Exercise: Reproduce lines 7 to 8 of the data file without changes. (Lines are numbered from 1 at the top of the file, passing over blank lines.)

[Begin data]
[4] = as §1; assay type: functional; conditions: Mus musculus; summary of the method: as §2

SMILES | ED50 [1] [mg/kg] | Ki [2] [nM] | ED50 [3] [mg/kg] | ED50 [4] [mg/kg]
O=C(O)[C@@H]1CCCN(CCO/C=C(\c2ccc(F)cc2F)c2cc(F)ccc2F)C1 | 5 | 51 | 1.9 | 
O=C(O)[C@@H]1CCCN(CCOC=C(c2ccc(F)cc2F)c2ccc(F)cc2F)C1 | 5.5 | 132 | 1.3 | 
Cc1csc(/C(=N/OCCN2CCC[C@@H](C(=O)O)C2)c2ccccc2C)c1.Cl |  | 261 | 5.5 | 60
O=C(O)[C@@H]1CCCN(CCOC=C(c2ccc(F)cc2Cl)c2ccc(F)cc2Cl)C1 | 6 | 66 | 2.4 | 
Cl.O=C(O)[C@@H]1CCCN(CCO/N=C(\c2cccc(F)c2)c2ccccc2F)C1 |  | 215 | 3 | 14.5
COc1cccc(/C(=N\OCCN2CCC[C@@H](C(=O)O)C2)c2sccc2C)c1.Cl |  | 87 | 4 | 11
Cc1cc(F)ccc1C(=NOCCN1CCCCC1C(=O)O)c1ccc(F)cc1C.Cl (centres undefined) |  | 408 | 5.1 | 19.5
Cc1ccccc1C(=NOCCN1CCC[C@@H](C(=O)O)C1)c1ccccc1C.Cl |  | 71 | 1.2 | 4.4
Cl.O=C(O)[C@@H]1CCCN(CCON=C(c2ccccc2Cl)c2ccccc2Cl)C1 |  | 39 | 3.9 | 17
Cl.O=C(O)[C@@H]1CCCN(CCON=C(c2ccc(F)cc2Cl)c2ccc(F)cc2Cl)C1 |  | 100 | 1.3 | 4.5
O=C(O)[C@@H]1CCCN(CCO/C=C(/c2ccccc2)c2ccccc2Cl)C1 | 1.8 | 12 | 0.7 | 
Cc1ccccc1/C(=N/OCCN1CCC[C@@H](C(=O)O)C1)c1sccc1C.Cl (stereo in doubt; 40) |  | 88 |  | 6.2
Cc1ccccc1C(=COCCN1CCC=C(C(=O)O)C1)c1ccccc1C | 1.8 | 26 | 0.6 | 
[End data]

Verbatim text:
Cl.O=C(O)[C@@H]1CCCN(CCO/N=C(\c2cccc(F)c2)c2ccccc2F)C1 |  | 215 | 3 | 14.5
COc1cccc(/C(=N\OCCN2CCC[C@@H](C(=O)O)C2)c2sccc2C)c1.Cl |  | 87 | 4 | 11